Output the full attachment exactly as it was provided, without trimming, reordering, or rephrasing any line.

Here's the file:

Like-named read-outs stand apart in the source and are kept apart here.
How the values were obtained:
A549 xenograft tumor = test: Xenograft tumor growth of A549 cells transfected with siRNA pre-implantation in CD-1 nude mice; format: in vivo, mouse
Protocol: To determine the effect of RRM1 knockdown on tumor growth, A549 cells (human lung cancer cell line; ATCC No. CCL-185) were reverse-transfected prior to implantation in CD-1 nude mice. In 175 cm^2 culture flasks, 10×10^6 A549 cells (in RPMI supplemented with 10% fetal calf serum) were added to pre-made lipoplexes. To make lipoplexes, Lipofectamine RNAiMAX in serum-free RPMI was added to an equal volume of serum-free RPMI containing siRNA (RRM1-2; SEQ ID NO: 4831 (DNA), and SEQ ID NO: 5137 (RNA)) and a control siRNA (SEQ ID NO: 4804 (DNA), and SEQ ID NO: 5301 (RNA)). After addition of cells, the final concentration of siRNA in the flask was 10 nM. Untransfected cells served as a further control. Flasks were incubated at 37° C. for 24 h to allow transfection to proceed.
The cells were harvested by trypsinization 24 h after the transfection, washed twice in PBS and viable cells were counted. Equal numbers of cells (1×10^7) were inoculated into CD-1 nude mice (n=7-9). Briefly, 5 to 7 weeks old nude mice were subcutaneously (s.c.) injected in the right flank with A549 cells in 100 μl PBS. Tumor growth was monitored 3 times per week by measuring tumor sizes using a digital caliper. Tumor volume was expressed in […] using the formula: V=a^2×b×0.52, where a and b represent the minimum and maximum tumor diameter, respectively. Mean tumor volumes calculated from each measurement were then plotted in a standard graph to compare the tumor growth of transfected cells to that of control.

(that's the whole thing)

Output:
Like-named read-outs stand apart in the source and are kept apart here.
How the values were obtained:
A549 xenograft tumor = test: Xenograft tumor growth of A549 cells transfected with siRNA pre-implantation in CD-1 nude mice; format: in vivo, mouse
Protocol: To determine the effect of RRM1 knockdown on tumor growth, A549 cells (human lung cancer cell line; ATCC No. CCL-185) were reverse-transfected prior to implantation in CD-1 nude mice. In 175 cm^2 culture flasks, 10×10^6 A549 cells (in RPMI supplemented with 10% fetal calf serum) were added to pre-made lipoplexes. To make lipoplexes, Lipofectamine RNAiMAX in serum-free RPMI was added to an equal volume of serum-free RPMI containing siRNA (RRM1-2; SEQ ID NO: 4831 (DNA), and SEQ ID NO: 5137 (RNA)) and a control siRNA (SEQ ID NO: 4804 (DNA), and SEQ ID NO: 5301 (RNA)). After addition of cells, the final concentration of siRNA in the flask was 10 nM. Untransfected cells served as a further control. Flasks were incubated at 37° C. for 24 h to allow transfection to proceed.
The cells were harvested by trypsinization 24 h after the transfection, washed twice in PBS and viable cells were counted. Equal numbers of cells (1×10^7) were inoculated into CD-1 nude mice (n=7-9). Briefly, 5 to 7 weeks old nude mice were subcutaneously (s.c.) injected in the right flank with A549 cells in 100 μl PBS. Tumor growth was monitored 3 times per week by measuring tumor sizes using a digital caliper. Tumor volume was expressed in […] using the formula: V=a^2×b×0.52, where a and b represent the minimum and maximum tumor diameter, respectively. Mean tumor volumes calculated from each measurement were then plotted in a standard graph to compare the tumor growth of transfected cells to that of control.